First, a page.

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Neonatal Intensive Care (NICU) Nurse, Janet* shares her experiences of supporting families and working on the front line.

It’s 3 o’clock in the morning. I’m awake and happy with the quiet around me.

The babies are asleep and a few Mums are snoozing, waiting for their offspring to start up again as they do; little mewling cat-cries of the tiny newborns – too small or too sick to be at home where they belong with the rest of their families.

My mask irritates my face, I know I mustn’t touch it and it’s so difficult. The unit is very hot, to keep the babies warm – but I’m even hotter in the new get-up I must wear to keep everyone safe.

All too soon an alarm sounds, a monitor on a baby is telling me all is not well. After I solve the crisis, I wash my red raw hands and smile. I still love my job.

As I help a woman to successfully feed her tiny 33 week-old baby for the first time, I so want her to see me smile under my mask. The place that a mother and a child both want to be most in the world is together. And yet, the reminders of being apart are still so near… as I go to give her a reassuring pat on the shoulder, my plastic gloves crinkle between our connection.

Another alarm sounds and it’s time to re-gown and glove to admit a brand new baby to the ward.

The traumatic stress these parents suffer from a birth plan gone wrong is palpable – no one writes a birth plan which includes your baby being whisked away to an incubator, with alarms, wires, drips and tubes.

Then add another level of stress to this: the pandemic means that parents are no longer able to share the cot side vigil with each other. Right now, only one parent is allowed to stay with their baby. We are finding that the additional stress placed on these vulnerable mothers is causing heightened anxieties around bonding and coping.

We’ve always helped mothers to screen for anxiety and depression and offer a quick and timely psychological support in hospital, something we’ve been quick to increase since Covid-19. When leaving us, we give a robust handover to the GP, Health Visitor and Midwife for continuing support in the community. We don’t as yet offer this scoring to the fathers, but of course their suffering is just as real.

With the pandemic preventing them from staying on the unit, we can no longer get to know them, answer their concerns and involve them in the treatment of their new child. It’s left them alone and vulnerable, and this is very worrying for their mental health.

So, we’re thinking outside the box. We’re working on video link for Dads and relatives at home, so families can be held together by technology if not physically. We babysit so couples can meet away from the unit for a while. We’re also trying to get these families together and at home as soon as possible, even if it means continuing some treatments as an outpatient.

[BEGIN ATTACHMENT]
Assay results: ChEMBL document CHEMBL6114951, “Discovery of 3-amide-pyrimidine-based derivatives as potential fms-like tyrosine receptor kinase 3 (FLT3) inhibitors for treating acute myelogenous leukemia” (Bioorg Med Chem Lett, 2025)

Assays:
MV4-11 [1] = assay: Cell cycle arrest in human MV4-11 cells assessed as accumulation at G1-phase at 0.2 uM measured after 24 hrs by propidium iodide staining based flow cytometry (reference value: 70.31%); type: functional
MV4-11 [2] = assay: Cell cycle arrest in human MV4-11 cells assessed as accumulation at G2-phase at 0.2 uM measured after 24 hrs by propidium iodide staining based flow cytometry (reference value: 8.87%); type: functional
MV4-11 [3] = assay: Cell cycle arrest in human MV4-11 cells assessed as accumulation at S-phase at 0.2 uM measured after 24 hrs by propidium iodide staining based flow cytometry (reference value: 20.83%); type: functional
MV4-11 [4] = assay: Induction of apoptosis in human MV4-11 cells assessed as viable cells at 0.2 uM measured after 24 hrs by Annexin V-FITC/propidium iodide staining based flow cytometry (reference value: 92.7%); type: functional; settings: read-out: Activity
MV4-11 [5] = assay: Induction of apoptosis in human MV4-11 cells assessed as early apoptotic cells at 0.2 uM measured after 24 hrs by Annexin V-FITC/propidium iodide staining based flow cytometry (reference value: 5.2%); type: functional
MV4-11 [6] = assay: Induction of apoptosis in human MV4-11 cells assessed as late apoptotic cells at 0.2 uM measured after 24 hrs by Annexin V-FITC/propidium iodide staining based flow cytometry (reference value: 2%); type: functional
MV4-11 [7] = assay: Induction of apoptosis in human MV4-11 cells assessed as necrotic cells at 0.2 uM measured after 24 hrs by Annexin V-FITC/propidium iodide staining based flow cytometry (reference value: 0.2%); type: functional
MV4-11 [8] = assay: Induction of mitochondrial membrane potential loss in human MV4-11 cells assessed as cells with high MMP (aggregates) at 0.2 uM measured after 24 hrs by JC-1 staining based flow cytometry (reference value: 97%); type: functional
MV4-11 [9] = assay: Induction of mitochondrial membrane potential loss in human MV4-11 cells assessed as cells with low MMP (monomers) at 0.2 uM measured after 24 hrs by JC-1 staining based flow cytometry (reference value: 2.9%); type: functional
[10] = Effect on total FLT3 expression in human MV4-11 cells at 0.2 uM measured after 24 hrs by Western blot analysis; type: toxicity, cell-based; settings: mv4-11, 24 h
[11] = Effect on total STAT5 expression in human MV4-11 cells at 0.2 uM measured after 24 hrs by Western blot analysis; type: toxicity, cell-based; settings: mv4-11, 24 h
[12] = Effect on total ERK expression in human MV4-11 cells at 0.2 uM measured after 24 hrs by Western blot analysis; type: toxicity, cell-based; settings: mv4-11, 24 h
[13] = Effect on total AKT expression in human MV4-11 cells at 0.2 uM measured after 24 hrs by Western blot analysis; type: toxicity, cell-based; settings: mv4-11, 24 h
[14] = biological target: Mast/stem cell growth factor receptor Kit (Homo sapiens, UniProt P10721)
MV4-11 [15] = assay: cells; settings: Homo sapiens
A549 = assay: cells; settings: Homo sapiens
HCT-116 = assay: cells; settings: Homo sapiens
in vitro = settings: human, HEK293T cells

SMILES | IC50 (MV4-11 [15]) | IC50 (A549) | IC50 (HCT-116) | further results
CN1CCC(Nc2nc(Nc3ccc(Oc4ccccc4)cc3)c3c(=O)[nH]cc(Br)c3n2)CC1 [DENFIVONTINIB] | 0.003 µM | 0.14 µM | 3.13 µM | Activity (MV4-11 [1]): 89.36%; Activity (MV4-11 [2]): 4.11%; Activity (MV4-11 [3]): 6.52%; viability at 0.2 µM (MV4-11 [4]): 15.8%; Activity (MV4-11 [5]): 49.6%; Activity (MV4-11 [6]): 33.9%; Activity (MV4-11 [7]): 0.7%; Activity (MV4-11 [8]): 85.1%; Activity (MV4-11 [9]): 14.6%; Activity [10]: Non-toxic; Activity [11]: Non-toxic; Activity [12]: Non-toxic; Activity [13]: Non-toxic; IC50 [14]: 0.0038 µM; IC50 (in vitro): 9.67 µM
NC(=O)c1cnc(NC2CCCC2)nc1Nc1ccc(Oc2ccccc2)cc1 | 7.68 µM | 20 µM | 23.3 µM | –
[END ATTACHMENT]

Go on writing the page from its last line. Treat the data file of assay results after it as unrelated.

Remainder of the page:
I take a break. We have a small garden, maintained by a group of ex-parents, as lovingly tended as we tended their babies. It’s beautiful. I can breathe here, alone or with my colleagues.

Sometimes it takes an effort not to isolate myself. I make myself communicate with others… laughing, joking, supporting, reflecting, analysing. Virtual hugs or slaps on the back for a job well done. This picks us up and dusts us down before we have to do it all over again.

I’m tired. Sometimes I can’t get the different machine alarms out of my head as I drive home, wondering if I’ve done all I could, or if should have done something differently.

And then I am overwhelmed when I pull into my driveway.

There’s a packed-up roast dinner on my doorstep with a note. It’s from my elderly neighbour, as a thank you for cutting her hedge a few weeks earlier… something I didn’t do with the expectation of getting anything back.

I have never felt more loved or cared for by people I don’t even know. The outpouring of gratitude and thoughtfulness for me doing the job I love is humbling, and it gives me faith in the caring nature of us all – when all is stripped away, we are witnessing love, consideration and kindness surfacing above all of this.

A few weeks ago, lifestyle guru Dave Hollis said; “In the rush to return to normal, let us consider which parts of normal are worth rushing back to.” I now walk my dog without the people and traffic and can hear the full birdsong concerto in the middle of the city. I take the time to chat or video talk with friends and family about subjects we’ve not talked about in years. I like discovering this love and support in my community, at work and at home.

We’re moving in a quiet world where love has surfaced beyond anything.

Supporting each other is our new currency.



If you would like to find support for any of the themes in Janet’s* story, take a look at our following resources:

The NHS have set up a new mental health hotline for staff needing emotional support during the pandemic.

Our Frontline’, a collaboration between Mind, Shout, Samaritans, Hospice UK and Dying Matters provides 24/7 support via call or text to key workers in health or social care settings.

Our Coronavirus Mental Wellbeing Helpline is for anyone experiencing poor mental health or wellbeing challenges as a result of the pandemic in Hampshire and Isle of Wight.

Our Free Wellbeing Toolkits can help you find ways for the whole family to stay well at home.

Premature and sick babies charity Bliss have resources for parents on their website as well as an email support service.

Male suicide prevention charity CALM provide a free helpline and webchat.


*To protect her privacy at work, ‘Janet’ has blogged about her experiences using a pseudonym. If you would like to share your own story in this way, have a look at our blogging guide.

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